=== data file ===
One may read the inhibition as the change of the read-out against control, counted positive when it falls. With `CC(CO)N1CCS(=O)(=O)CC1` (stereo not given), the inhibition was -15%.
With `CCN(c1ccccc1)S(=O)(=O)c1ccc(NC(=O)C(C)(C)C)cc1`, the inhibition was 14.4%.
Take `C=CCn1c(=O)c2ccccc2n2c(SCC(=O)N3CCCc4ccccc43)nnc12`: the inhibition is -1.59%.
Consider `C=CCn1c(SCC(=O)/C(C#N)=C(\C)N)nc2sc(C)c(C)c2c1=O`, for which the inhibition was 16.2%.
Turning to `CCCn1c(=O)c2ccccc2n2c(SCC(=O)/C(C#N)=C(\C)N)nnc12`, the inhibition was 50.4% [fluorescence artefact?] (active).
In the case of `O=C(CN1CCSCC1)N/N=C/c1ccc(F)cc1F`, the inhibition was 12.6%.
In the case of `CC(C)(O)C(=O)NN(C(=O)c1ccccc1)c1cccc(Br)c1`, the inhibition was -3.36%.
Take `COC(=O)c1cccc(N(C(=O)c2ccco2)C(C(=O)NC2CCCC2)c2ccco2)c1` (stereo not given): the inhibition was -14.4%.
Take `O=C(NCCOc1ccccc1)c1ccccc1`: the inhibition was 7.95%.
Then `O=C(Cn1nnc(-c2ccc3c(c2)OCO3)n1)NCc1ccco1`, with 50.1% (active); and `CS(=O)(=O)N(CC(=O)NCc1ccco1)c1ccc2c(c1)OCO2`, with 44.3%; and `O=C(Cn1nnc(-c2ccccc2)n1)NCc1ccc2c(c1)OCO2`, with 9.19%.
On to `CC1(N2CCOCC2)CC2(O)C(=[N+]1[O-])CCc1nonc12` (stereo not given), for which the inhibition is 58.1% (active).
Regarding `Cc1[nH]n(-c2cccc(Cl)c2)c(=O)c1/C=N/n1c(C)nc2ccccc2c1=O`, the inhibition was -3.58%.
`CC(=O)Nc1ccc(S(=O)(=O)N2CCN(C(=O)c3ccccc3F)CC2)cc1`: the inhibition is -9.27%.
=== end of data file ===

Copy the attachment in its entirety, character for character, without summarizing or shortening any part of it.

One may read the inhibition as the change of the read-out against control, counted positive when it falls. With `CC(CO)N1CCS(=O)(=O)CC1` (stereo not given), the inhibition was -15%.
With `CCN(c1ccccc1)S(=O)(=O)c1ccc(NC(=O)C(C)(C)C)cc1`, the inhibition was 14.4%.
Take `C=CCn1c(=O)c2ccccc2n2c(SCC(=O)N3CCCc4ccccc43)nnc12`: the inhibition is -1.59%.
Consider `C=CCn1c(SCC(=O)/C(C#N)=C(\C)N)nc2sc(C)c(C)c2c1=O`, for which the inhibition was 16.2%.
Turning to `CCCn1c(=O)c2ccccc2n2c(SCC(=O)/C(C#N)=C(\C)N)nnc12`, the inhibition was 50.4% [fluorescence artefact?] (active).
In the case of `O=C(CN1CCSCC1)N/N=C/c1ccc(F)cc1F`, the inhibition was 12.6%.
In the case of `CC(C)(O)C(=O)NN(C(=O)c1ccccc1)c1cccc(Br)c1`, the inhibition was -3.36%.
Take `COC(=O)c1cccc(N(C(=O)c2ccco2)C(C(=O)NC2CCCC2)c2ccco2)c1` (stereo not given): the inhibition was -14.4%.
Take `O=C(NCCOc1ccccc1)c1ccccc1`: the inhibition was 7.95%.
Then `O=C(Cn1nnc(-c2ccc3c(c2)OCO3)n1)NCc1ccco1`, with 50.1% (active); and `CS(=O)(=O)N(CC(=O)NCc1ccco1)c1ccc2c(c1)OCO2`, with 44.3%; and `O=C(Cn1nnc(-c2ccccc2)n1)NCc1ccc2c(c1)OCO2`, with 9.19%.
On to `CC1(N2CCOCC2)CC2(O)C(=[N+]1[O-])CCc1nonc12` (stereo not given), for which the inhibition is 58.1% (active).
Regarding `Cc1[nH]n(-c2cccc(Cl)c2)c(=O)c1/C=N/n1c(C)nc2ccccc2c1=O`, the inhibition was -3.58%.
`CC(=O)Nc1ccc(S(=O)(=O)N2CCN(C(=O)c3ccccc3F)CC2)cc1`: the inhibition is -9.27%.